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MEDITATION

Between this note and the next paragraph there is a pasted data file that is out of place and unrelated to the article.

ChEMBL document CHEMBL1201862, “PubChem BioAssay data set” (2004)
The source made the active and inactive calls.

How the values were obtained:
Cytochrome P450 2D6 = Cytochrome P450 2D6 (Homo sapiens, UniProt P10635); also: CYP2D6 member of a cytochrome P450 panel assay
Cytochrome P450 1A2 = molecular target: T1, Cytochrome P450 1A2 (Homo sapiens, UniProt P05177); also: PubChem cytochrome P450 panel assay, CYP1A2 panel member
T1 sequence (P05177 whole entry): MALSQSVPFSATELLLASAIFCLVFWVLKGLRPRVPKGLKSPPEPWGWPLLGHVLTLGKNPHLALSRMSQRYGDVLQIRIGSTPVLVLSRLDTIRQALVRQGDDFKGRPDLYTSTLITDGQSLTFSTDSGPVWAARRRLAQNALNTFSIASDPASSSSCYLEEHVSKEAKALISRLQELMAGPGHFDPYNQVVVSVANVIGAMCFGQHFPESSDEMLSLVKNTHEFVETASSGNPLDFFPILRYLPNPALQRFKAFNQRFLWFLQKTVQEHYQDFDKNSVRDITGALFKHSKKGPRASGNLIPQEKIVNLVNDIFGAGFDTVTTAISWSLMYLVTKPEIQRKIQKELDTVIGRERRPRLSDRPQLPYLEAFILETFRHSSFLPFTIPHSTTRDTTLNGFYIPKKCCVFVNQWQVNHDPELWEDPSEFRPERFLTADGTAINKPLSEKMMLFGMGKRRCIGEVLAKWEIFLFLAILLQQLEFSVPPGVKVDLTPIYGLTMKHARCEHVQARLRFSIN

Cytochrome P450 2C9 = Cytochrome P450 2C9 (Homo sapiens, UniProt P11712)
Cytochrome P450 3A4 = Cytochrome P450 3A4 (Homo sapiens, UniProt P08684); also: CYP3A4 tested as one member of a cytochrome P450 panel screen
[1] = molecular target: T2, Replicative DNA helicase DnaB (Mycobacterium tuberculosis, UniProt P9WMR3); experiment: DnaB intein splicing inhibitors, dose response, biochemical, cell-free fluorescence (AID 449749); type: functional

Meditation Practices and Resources in Complementary Medicine Meditation is like mental martial arts. You notice that the mind is making an assault, and with minimal effort, you step out of the way by returning to whatever the object of your concentration is. Little by little, you build up the mental muscles of awareness and letting go. This is a slow, gentle process. Just as a two year old wanders off and you bring him back with tenderness and patience, so it is with the mind. A meditation during which there are many thoughts and many attempts to bring the mind back to focus is a great training session. During the rest of the day you will gradually find that you have better concentration and are less prone to rumination. You are on your way to cultivating a peaceful heart and a powerful mind. We are all wired differently from a physiological perspective and each of us has different beliefs and experiences. Therefore, an excellent centering practice for one person may not suit another at all. Some people prefer a moving form of meditation such as mindful walking, qi gong, hatha yoga or stretching exercises. Others prefer closed eyed sitting exercises such as concentration, mindfulness meditation, centering prayer or other forms of imaginal centering. Whatever form you feel drawn to practice, make a commitment for the full twenty-eight days and put it into your schedule every day at the same time. This is the basis of forming a healthy habit. Most people find that getting up fifteen or twenty minutes earlier and doing the practice first thing in the morning not only works well in terms of getting it done, but also sets the tone for a more peaceful, energized, loving and productive day. Physiological research shows that at least three 20 minute periods of meditation weekly are necessary to experience longterm reduction in heart-rate, blood pressure, anxiety and other stress-related problems. Diaphragmatic (belly or abdominal) Breathing Belly breathing is associated with lower heart-rate, reduced blood pressure, increased energy and feelings of peacefulness, clarity, relaxation and creativity. • Put one hand on your abdomen and close your eyes. Take a deep breath in through your nose and expel it slowly and completely through your mouth. You will feel your belly flatten. Let the next breath (and all subsequent breaths) come in through your nose. Can you feel your abdomen expand? If you can’t, just imagine that a balloon is inflating in your belly when you breathe in and deflating when you breathe out. The outbreath is longer than the inbreath, like a gentle sigh of relief. For a fast mini-relaxation break any time during the day, take a deep breath and release it slowlya letting go breath. Try breathing back from ten to one, one number on each outbreath. By the time you get to one, you will notice that your breath is much slower and more regular and that your bodymind system is relaxing. With a little practice, you will form the habit of breathing from your diaphragm most of the time. Concentration Meditation Harvard cardiologist Herbert Benson, M.D. first found that concentration meditation elicits what